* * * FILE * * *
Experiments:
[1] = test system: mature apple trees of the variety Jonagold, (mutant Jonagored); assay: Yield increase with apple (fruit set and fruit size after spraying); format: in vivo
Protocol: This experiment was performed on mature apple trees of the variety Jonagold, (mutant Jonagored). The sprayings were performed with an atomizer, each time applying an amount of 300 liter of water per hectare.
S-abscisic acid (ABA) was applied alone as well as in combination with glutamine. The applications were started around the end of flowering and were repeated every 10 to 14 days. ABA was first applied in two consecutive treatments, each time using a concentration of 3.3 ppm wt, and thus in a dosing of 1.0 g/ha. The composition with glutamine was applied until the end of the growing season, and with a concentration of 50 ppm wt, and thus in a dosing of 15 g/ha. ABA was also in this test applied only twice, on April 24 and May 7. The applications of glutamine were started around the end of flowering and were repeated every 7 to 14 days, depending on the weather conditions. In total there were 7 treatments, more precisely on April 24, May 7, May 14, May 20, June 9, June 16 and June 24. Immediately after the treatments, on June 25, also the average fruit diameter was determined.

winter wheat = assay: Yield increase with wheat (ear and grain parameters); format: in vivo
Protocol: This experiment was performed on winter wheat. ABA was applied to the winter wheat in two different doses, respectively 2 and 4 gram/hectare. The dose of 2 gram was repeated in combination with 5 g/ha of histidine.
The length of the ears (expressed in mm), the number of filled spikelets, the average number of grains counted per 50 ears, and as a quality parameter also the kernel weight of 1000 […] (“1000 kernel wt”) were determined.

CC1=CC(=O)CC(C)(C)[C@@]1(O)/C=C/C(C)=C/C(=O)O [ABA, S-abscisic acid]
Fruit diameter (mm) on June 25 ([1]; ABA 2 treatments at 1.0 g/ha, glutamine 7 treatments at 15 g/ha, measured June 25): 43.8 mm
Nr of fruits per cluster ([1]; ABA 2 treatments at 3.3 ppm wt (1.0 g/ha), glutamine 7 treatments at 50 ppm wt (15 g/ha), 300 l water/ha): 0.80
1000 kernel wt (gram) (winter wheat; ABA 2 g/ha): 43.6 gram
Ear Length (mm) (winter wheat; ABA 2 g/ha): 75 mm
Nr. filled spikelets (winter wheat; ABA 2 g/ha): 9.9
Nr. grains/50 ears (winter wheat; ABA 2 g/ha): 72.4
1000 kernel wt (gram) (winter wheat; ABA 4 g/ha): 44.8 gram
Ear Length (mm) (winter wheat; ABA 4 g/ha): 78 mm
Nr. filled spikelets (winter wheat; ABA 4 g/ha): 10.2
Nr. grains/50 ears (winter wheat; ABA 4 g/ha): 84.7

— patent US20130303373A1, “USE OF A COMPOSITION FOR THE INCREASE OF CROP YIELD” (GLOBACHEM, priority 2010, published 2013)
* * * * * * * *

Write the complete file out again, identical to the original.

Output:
Experiments:
[1] = test system: mature apple trees of the variety Jonagold, (mutant Jonagored); assay: Yield increase with apple (fruit set and fruit size after spraying); format: in vivo
Protocol: This experiment was performed on mature apple trees of the variety Jonagold, (mutant Jonagored). The sprayings were performed with an atomizer, each time applying an amount of 300 liter of water per hectare.
S-abscisic acid (ABA) was applied alone as well as in combination with glutamine. The applications were started around the end of flowering and were repeated every 10 to 14 days. ABA was first applied in two consecutive treatments, each time using a concentration of 3.3 ppm wt, and thus in a dosing of 1.0 g/ha. The composition with glutamine was applied until the end of the growing season, and with a concentration of 50 ppm wt, and thus in a dosing of 15 g/ha. ABA was also in this test applied only twice, on April 24 and May 7. The applications of glutamine were started around the end of flowering and were repeated every 7 to 14 days, depending on the weather conditions. In total there were 7 treatments, more precisely on April 24, May 7, May 14, May 20, June 9, June 16 and June 24. Immediately after the treatments, on June 25, also the average fruit diameter was determined.

winter wheat = assay: Yield increase with wheat (ear and grain parameters); format: in vivo
Protocol: This experiment was performed on winter wheat. ABA was applied to the winter wheat in two different doses, respectively 2 and 4 gram/hectare. The dose of 2 gram was repeated in combination with 5 g/ha of histidine.
The length of the ears (expressed in mm), the number of filled spikelets, the average number of grains counted per 50 ears, and as a quality parameter also the kernel weight of 1000 […] (“1000 kernel wt”) were determined.

CC1=CC(=O)CC(C)(C)[C@@]1(O)/C=C/C(C)=C/C(=O)O [ABA, S-abscisic acid]
Fruit diameter (mm) on June 25 ([1]; ABA 2 treatments at 1.0 g/ha, glutamine 7 treatments at 15 g/ha, measured June 25): 43.8 mm
Nr of fruits per cluster ([1]; ABA 2 treatments at 3.3 ppm wt (1.0 g/ha), glutamine 7 treatments at 50 ppm wt (15 g/ha), 300 l water/ha): 0.80
1000 kernel wt (gram) (winter wheat; ABA 2 g/ha): 43.6 gram
Ear Length (mm) (winter wheat; ABA 2 g/ha): 75 mm
Nr. filled spikelets (winter wheat; ABA 2 g/ha): 9.9
Nr. grains/50 ears (winter wheat; ABA 2 g/ha): 72.4
1000 kernel wt (gram) (winter wheat; ABA 4 g/ha): 44.8 gram
Ear Length (mm) (winter wheat; ABA 4 g/ha): 78 mm
Nr. filled spikelets (winter wheat; ABA 4 g/ha): 10.2
Nr. grains/50 ears (winter wheat; ABA 4 g/ha): 84.7

— patent US20130303373A1, “USE OF A COMPOSITION FOR THE INCREASE OF CROP YIELD” (GLOBACHEM, priority 2010, published 2013)